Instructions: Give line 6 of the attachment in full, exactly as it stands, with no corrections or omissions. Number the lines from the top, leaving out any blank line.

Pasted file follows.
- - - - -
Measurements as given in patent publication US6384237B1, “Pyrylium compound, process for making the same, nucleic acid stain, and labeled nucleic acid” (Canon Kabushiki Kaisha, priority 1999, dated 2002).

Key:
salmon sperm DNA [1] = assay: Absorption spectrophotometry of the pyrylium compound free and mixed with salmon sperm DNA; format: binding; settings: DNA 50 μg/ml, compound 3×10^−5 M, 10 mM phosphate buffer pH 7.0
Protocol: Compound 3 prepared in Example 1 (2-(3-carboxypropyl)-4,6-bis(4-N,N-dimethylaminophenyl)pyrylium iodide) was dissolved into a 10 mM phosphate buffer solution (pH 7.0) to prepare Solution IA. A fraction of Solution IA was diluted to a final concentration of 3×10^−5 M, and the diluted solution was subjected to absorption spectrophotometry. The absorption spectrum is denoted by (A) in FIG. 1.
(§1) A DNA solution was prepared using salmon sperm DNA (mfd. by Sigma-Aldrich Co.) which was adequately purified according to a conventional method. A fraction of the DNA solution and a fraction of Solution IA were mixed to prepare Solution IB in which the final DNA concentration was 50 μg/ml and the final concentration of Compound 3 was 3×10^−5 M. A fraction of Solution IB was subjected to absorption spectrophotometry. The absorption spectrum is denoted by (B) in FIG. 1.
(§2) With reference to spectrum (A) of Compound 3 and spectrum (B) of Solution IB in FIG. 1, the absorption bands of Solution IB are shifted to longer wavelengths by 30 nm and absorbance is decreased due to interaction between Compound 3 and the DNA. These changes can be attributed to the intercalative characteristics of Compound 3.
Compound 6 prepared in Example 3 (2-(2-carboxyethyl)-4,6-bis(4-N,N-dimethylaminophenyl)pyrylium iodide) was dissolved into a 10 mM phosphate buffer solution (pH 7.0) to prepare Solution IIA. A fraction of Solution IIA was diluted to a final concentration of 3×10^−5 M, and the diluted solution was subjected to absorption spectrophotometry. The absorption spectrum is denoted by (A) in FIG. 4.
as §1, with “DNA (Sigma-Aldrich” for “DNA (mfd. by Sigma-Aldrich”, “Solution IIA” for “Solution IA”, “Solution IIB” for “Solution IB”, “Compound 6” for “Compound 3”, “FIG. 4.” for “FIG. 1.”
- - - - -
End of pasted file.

(§2) With reference to spectrum (A) of Compound 3 and spectrum (B) of Solution IB in FIG. 1, the absorption bands of Solution IB are shifted to longer wavelengths by 30 nm and absorbance is decreased due to interaction between Compound 3 and the DNA. These changes can be attributed to the intercalative characteristics of Compound 3.